BRASILIA (Reuters) - Brazil posted its strongest July job growth in eight years, official figures showed on Friday, snapping four consecutive months of job losses as the country continued to relax the coronavirus-fighting lockdown measures from earlier in the year.
The addition of a net 131,010 formal jobs in July was driven by industry and construction, which together accounted for over 70% of the overall gains, followed by retail and agribusiness.
Services continued to shed jobs, the economy ministry said.
Over 1 million jobs were created, while 912,640 positions were lost.
July’s figures followed a downwardly-revised 19,579 formal job losses in June, and brings the net loss in the first seven months of the year to 1.1 million.
Economy Minister Paulo Guedes said he was “excited” by the “extraordinary” figures.
A ‘V-shaped’ recovery is possible, Guedes said, adding that the job numbers justified a recent wave of economists revising their 2020 gross domestic product forecasts upward.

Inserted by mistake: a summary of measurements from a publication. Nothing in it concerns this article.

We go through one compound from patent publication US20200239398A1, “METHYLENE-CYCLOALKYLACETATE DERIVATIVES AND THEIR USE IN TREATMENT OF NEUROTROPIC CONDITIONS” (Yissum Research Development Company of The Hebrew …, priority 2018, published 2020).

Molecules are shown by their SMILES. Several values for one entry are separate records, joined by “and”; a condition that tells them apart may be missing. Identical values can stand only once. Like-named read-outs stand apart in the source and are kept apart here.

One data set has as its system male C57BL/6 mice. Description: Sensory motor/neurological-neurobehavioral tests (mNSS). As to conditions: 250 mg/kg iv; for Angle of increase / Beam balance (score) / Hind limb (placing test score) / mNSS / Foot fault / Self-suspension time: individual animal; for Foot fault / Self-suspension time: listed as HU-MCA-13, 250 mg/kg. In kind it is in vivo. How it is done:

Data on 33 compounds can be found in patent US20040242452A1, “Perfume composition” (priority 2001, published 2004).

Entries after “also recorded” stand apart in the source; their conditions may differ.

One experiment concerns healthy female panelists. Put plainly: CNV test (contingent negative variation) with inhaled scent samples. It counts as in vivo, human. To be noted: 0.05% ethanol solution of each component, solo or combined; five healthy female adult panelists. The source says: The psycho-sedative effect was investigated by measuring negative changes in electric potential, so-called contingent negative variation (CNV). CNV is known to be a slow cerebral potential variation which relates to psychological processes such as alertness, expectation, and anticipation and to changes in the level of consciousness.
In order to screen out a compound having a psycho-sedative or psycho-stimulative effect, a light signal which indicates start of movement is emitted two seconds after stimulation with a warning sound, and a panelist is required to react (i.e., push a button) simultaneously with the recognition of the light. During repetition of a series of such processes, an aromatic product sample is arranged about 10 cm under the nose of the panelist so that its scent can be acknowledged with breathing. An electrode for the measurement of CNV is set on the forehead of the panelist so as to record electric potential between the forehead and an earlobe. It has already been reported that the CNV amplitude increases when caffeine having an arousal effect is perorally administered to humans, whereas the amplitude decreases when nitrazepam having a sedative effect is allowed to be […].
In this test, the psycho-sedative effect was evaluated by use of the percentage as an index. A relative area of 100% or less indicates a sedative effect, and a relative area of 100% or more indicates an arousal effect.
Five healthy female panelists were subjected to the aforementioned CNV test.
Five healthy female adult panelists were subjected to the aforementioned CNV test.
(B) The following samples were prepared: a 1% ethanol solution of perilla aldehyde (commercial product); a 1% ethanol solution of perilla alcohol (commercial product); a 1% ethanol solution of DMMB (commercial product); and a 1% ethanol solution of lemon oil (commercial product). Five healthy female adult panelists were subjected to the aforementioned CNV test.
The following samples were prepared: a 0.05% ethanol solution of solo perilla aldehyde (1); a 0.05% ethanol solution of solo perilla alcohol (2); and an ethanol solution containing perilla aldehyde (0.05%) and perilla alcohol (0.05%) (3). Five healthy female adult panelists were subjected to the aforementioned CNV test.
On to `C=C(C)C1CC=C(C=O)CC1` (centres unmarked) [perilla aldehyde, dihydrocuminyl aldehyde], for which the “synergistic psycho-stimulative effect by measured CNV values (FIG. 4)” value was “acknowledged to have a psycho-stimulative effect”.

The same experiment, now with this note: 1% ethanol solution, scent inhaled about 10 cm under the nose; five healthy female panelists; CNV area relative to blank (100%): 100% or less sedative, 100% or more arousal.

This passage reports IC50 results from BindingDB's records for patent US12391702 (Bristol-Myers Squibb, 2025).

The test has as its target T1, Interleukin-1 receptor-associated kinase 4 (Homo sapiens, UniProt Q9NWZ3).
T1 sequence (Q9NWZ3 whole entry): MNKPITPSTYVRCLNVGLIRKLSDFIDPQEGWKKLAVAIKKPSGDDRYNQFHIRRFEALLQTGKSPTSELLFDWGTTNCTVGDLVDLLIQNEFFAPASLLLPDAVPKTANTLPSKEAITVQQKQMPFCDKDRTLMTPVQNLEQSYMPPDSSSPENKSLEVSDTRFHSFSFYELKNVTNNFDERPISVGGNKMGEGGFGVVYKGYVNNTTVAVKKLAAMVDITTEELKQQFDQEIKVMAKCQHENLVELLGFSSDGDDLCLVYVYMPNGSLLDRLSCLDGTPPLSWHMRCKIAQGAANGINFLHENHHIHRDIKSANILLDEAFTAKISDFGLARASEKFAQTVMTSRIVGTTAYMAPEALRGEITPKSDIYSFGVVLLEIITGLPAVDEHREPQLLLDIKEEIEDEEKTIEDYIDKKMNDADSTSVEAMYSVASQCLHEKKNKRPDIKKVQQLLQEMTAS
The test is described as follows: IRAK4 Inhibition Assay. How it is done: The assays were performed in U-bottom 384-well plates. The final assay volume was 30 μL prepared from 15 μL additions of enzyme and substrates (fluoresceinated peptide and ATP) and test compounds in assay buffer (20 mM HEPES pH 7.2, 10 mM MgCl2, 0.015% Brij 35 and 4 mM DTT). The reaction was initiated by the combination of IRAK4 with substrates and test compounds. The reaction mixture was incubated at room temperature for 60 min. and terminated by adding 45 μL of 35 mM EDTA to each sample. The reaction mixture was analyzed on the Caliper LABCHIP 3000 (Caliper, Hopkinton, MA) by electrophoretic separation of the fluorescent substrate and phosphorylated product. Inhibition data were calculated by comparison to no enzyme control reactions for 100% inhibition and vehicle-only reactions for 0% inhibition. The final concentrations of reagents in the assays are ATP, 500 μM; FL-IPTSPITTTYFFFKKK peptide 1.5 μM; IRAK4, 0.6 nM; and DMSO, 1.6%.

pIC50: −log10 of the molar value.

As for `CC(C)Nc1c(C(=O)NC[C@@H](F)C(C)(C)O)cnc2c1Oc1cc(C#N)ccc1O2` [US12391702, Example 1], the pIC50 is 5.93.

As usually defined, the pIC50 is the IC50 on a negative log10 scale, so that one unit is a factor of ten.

“Revisions are now confirming that GDP may fall 4%, just over 4%, practically half of what had been predicted before,” he told reporters in Brasilia.
Work and Pensions Secretary Bruno Bianco said the government would extend for another two months a program that allows firms to reduce workers’ hours or suspend contracts, in return for keeping them on the payroll.
More than 16 million workers and 1.4 million employers have been involved in the program so far, Bianco said, adding that only 23.2 billion reais out its 51.6 billion reais budget had been spent.
The latest official unemployment statistics show the jobless rate rose to a three-year high of 13.3% in the three months to June. But underlying figures paint a far more precarious picture.
A record number of Brazilians are out of the workforce completely, a record low number as a share of the working population - less than 50% - have a job, and the underemployment rate surged to an all-time high.
Reporting by Marcela Ayres, Isabel Versiani and Jamie McGeever; editing by Diane Craft, Alistair Bell and Tom Brown
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